To the Editor,
It seems to be the consensus among those most vocally opposed to the city’s proposed low-barrier housing project that our draconian city council is condemning the Wonderbread community of the north end by suggesting that mixing the well off and the dysfunctional might not be a bad idea.
Not so, claim the nay-sayers, for if the untouchables were to ever infiltrate the north end, our safe, suburban dream would be over, right?
Yet how safe is this neighborhood as it is?
Are there not already a multitude of drug-related influences going on within the very high school which is now about to be ‘corrupted’ by the influence of a nearby ‘drug house’?
It seems to me the students of Dover Bay have been the subject of a great deal of complaints with respect to causing problems in the neighbourhood, yet it seems that now, as a more visibly dysfunctional group is set to move in, my peers and I have conveniently been redefined as the innocent, suburban children whose safety will be compromised if this project is completed.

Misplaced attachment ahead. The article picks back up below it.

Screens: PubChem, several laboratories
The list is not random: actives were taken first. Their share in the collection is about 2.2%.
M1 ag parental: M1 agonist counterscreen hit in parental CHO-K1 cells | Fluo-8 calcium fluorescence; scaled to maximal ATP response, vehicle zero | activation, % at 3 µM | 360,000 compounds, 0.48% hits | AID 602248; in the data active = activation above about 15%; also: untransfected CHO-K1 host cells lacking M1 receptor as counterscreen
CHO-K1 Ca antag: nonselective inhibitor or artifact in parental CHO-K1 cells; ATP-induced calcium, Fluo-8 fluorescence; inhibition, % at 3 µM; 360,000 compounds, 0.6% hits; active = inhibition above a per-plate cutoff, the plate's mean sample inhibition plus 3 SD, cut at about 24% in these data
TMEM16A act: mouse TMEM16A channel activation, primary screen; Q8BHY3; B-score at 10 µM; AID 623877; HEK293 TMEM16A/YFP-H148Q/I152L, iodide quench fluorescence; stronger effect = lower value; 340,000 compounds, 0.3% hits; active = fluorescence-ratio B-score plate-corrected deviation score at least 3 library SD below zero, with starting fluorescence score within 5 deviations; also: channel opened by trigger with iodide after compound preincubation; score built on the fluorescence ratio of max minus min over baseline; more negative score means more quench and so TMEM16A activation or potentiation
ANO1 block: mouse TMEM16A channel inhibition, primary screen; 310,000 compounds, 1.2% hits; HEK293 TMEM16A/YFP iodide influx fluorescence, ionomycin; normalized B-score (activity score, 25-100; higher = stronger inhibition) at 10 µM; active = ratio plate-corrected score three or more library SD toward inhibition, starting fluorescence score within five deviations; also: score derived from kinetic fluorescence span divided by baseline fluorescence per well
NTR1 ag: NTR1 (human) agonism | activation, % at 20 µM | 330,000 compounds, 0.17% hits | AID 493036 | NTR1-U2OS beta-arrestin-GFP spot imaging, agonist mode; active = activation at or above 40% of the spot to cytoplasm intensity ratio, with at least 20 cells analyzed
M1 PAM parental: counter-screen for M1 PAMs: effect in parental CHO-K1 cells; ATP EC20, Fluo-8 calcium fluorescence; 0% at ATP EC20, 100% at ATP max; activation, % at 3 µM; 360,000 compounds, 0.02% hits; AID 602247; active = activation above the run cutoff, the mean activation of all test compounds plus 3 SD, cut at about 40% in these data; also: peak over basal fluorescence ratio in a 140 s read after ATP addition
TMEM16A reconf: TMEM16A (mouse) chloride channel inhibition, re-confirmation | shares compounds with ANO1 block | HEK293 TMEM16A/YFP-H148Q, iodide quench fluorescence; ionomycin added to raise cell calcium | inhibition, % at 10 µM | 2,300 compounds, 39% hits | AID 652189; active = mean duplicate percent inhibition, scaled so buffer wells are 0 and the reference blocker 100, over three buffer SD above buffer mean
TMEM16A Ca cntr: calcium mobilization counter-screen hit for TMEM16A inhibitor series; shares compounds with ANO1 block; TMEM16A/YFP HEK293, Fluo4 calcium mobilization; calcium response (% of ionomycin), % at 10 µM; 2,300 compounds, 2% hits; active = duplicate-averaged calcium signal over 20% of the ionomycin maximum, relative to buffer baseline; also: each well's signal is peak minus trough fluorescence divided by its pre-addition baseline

It is the preconception among those opposed to the project that the housing units will become nothing more than a drug users’ hangout.
Of course, our picturesque community couldn’t possibly have a number of what could be called drug houses as it is, could it?
I beg to differ: we all have demons in our own backyards, some are just better concealed than others.
Nevertheless, I wonder how loud the public outcry would be if such a project were proposed in a community like Harewood? Are there no schools and children in south Nanaimo?
For a society that wants so badly to be ‘drug-free’, nobody seems to want to have the appropriate facilities for such a thing in their own backyard. Righteousness is pretty sick sometimes; everyone pretends like they want to help the less fortunate, as long as it doesn’t inconvenience them at all.
Harewood doesn’t need another project, yet I believe our community does, because it might just be the eye-opener some people around here need to understand the real problems facing the less fortunate.
People around here look outside and expect to see a mirror – they want to see something familiar staring back at them.
It’s time for people to stop fearing being close to that which is different.
Maybe then our focus would shift, somewhat, from worrying so much about how our property values are going to be affected, and more about how we can help those whom we seem to know so little about.
Maybe then we’d remember just how lucky we are, and how easily it could be our friend, or even ourselves, looking for a way to get better. Something like that would hit us much closer to home than this project ever will.